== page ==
Metal Recycling at Kus-kus-sum
Rebar in recycling bins at Kus-kus-sum ~ C Holbrook
Ripping up concrete with rebar ~ N Prince
1st, 2nd and 3rd set of bins dropped off at Kus-kus-sum ~ C Holbrook
Rebar is used to reinforce concrete and in the areas where heavy sawmill machinery was placed, the rebar strips are denser and sometimes thicker. In some places, metal beams were used for extra support. Copcan Civil Ltd., the contractors removing the concrete, must separate the metal from the concrete so that it, and the concrete, can both be recycled.
Once the metal is separated it gets put into bins that are placed on the site by ABC recycling. Once the bins are full, ABC comes with new, empty bins and hauls the full bins away. This process will be repeated throughout the summer until all the metal is removed from the site and trucked away for recycling. Funds from recycling the metal will help offset the costs of the restoration.
Occasionally, before the rebar goes into a bin, it is pulled out and left on the concrete in intriguing shapes and configurations. More than one person has remarked on the aesthetics of these ephemeral rebar sculptures, one of which is pictured on this page.
In the spirit of summer fun, Project Watershed is holding a contest to see who can guess the number of full bins of metal that will come of the site. If you want to take a stab at estimating, email Caila.Holbrook@projectwatershed.ca, or post your guess to Instagram or Facebook with #metalrecycling and #kuskussum, by Friday June 23rd. The closest three guesses will win a $25 gift certificate from the Peninsula Co-op. If there are more than three correct guesses we will draw three names from those who have guessed correctly.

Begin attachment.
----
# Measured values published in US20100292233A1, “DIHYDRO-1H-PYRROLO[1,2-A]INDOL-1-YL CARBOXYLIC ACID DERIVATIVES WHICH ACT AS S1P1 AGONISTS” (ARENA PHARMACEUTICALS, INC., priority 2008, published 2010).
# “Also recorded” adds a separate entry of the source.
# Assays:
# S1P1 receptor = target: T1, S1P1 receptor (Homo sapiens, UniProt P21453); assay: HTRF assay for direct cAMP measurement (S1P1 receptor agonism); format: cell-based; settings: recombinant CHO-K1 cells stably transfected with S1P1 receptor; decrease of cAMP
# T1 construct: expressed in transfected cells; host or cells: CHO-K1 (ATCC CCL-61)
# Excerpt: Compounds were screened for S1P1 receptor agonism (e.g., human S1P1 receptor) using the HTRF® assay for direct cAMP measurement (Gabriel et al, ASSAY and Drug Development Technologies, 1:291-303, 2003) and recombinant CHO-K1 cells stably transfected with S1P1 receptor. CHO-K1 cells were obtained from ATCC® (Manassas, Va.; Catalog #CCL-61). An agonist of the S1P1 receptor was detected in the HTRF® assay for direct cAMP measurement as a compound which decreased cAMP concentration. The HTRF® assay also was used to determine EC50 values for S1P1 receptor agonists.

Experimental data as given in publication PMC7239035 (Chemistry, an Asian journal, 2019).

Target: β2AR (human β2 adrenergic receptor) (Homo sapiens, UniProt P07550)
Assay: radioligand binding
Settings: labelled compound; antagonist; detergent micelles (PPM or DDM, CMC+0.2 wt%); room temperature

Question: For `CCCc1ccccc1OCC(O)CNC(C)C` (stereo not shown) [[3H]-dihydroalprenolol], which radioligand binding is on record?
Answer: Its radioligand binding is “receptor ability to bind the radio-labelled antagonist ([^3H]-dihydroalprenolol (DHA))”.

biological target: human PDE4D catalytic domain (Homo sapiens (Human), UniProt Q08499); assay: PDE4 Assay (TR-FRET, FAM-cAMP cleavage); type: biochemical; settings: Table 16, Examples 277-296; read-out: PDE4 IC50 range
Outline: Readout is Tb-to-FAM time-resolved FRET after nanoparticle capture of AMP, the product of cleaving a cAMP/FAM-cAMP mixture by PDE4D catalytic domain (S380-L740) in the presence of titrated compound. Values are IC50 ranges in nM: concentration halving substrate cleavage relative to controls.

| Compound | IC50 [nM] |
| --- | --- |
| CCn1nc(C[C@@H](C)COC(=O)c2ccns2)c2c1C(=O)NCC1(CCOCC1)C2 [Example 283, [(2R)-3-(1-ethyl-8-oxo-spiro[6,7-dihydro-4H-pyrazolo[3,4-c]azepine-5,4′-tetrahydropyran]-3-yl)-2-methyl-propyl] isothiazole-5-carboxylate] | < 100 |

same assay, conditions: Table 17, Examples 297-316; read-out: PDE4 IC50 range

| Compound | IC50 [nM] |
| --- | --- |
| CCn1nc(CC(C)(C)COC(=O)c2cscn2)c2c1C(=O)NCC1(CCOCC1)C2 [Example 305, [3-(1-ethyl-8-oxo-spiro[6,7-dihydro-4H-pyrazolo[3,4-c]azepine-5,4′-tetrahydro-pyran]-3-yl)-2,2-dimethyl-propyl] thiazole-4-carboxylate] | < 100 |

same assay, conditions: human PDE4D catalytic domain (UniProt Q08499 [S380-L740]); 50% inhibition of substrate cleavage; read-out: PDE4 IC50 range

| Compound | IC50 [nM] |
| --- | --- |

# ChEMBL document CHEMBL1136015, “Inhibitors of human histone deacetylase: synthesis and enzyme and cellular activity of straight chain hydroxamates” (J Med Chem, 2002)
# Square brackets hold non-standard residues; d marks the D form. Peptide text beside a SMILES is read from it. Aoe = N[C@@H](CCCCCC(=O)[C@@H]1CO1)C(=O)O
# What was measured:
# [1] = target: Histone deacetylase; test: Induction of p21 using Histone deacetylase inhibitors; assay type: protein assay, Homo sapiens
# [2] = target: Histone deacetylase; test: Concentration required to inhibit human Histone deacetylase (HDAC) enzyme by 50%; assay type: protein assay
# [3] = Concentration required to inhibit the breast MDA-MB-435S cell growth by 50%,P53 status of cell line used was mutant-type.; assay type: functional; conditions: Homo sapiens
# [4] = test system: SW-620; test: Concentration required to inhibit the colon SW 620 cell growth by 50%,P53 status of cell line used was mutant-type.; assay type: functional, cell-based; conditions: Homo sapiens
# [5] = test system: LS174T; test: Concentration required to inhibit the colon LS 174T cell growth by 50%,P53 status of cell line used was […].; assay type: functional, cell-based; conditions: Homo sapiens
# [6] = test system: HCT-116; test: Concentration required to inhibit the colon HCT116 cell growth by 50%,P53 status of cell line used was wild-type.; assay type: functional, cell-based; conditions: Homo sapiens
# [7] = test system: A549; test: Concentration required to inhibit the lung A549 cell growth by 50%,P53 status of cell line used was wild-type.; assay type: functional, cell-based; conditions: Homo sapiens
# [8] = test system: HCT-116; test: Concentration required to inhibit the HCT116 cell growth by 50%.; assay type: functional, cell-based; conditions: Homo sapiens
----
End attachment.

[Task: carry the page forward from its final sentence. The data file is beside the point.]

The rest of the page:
Thank you so much for your support and interest in Kus-kus-sum, if you have any questions feel free to contact us at email@example.com.
Ephemeral rebar sculpture ~ C Holbrook
Disappearing rebar sculpture ~ C Holbrook
Restoration Partners & Sponsors
Sam is currently working towards an Associates' Degree in Environmental Studies. She was born and raised on the unceded territory of the Musqueam, Squamish, and Tsleilwaututh First Nations. She's residing in the K'òmoks First Nation territory while working this summer...
Jamie Lund is a Restoration Technician with a Bachelor of Science in Biology from the University of Victoria. She was born and raised on the traditional territory of the Wei Wai Kai and Wei Wai Kum first nations. With a passion for wildlife preservation, Jamie is...
Here in the Comox Valley, our local beaches have a story to tell about a small fish that is so much more. Maybe you’ve seen Project Watershed out on local beaches, with measuring tapes and high visibility vests, trying to learn more about this small fish with a big impact!
Project Watershed held a community forum via Zoom to explain the restoration process that we are embarking on at Kus-kus-sum beginning June 21st, 2021. This is recording of that Zoom meeting.
Summer is almost here and Project Watershed is gearing up for another round of surf smelt sampling on beaches around the Comox Valley.
Project Watershed’s very own Bill Heidrick received the Paul Harris Fellow Award from Rotary Club of Courtenay on June 1, 2021.